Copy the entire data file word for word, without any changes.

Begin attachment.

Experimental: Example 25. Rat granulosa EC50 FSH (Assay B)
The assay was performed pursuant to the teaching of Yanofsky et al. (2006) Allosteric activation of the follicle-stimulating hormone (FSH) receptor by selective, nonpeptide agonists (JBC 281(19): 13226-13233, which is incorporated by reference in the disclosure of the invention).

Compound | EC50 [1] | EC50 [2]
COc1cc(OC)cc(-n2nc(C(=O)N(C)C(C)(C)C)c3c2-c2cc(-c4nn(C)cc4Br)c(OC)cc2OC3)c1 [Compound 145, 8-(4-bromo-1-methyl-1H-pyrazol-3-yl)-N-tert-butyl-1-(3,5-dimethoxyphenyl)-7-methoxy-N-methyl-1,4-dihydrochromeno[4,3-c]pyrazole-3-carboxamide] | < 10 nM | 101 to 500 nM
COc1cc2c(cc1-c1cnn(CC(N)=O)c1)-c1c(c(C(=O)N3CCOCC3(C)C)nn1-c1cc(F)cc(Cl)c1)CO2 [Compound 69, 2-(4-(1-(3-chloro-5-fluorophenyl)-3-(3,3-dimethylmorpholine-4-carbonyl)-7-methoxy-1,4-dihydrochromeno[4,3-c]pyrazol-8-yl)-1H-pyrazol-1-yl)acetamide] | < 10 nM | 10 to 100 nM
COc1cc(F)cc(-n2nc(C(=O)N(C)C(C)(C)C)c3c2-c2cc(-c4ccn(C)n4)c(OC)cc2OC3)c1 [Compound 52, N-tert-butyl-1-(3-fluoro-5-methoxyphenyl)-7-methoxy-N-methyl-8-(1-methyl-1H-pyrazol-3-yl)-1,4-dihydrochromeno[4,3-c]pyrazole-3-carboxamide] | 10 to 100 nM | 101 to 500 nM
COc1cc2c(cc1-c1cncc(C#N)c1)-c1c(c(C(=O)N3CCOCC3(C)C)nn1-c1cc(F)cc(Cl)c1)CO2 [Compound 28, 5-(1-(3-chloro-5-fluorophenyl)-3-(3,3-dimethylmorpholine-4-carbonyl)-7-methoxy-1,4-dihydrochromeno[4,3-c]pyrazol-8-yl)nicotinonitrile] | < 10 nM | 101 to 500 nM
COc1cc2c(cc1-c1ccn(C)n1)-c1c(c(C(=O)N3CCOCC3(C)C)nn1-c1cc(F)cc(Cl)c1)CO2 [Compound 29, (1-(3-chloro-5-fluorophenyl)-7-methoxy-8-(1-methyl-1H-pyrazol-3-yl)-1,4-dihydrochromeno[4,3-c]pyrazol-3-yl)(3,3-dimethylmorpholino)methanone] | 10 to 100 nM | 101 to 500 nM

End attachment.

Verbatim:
Experimental: Example 25. Rat granulosa EC50 FSH (Assay B)
The assay was performed pursuant to the teaching of Yanofsky et al. (2006) Allosteric activation of the follicle-stimulating hormone (FSH) receptor by selective, nonpeptide agonists (JBC 281(19): 13226-13233, which is incorporated by reference in the disclosure of the invention).

Compound | EC50 [1] | EC50 [2]
COc1cc(OC)cc(-n2nc(C(=O)N(C)C(C)(C)C)c3c2-c2cc(-c4nn(C)cc4Br)c(OC)cc2OC3)c1 [Compound 145, 8-(4-bromo-1-methyl-1H-pyrazol-3-yl)-N-tert-butyl-1-(3,5-dimethoxyphenyl)-7-methoxy-N-methyl-1,4-dihydrochromeno[4,3-c]pyrazole-3-carboxamide] | < 10 nM | 101 to 500 nM
COc1cc2c(cc1-c1cnn(CC(N)=O)c1)-c1c(c(C(=O)N3CCOCC3(C)C)nn1-c1cc(F)cc(Cl)c1)CO2 [Compound 69, 2-(4-(1-(3-chloro-5-fluorophenyl)-3-(3,3-dimethylmorpholine-4-carbonyl)-7-methoxy-1,4-dihydrochromeno[4,3-c]pyrazol-8-yl)-1H-pyrazol-1-yl)acetamide] | < 10 nM | 10 to 100 nM
COc1cc(F)cc(-n2nc(C(=O)N(C)C(C)(C)C)c3c2-c2cc(-c4ccn(C)n4)c(OC)cc2OC3)c1 [Compound 52, N-tert-butyl-1-(3-fluoro-5-methoxyphenyl)-7-methoxy-N-methyl-8-(1-methyl-1H-pyrazol-3-yl)-1,4-dihydrochromeno[4,3-c]pyrazole-3-carboxamide] | 10 to 100 nM | 101 to 500 nM
COc1cc2c(cc1-c1cncc(C#N)c1)-c1c(c(C(=O)N3CCOCC3(C)C)nn1-c1cc(F)cc(Cl)c1)CO2 [Compound 28, 5-(1-(3-chloro-5-fluorophenyl)-3-(3,3-dimethylmorpholine-4-carbonyl)-7-methoxy-1,4-dihydrochromeno[4,3-c]pyrazol-8-yl)nicotinonitrile] | < 10 nM | 101 to 500 nM
COc1cc2c(cc1-c1ccn(C)n1)-c1c(c(C(=O)N3CCOCC3(C)C)nn1-c1cc(F)cc(Cl)c1)CO2 [Compound 29, (1-(3-chloro-5-fluorophenyl)-7-methoxy-8-(1-methyl-1H-pyrazol-3-yl)-1,4-dihydrochromeno[4,3-c]pyrazol-3-yl)(3,3-dimethylmorpholino)methanone] | 10 to 100 nM | 101 to 500 nM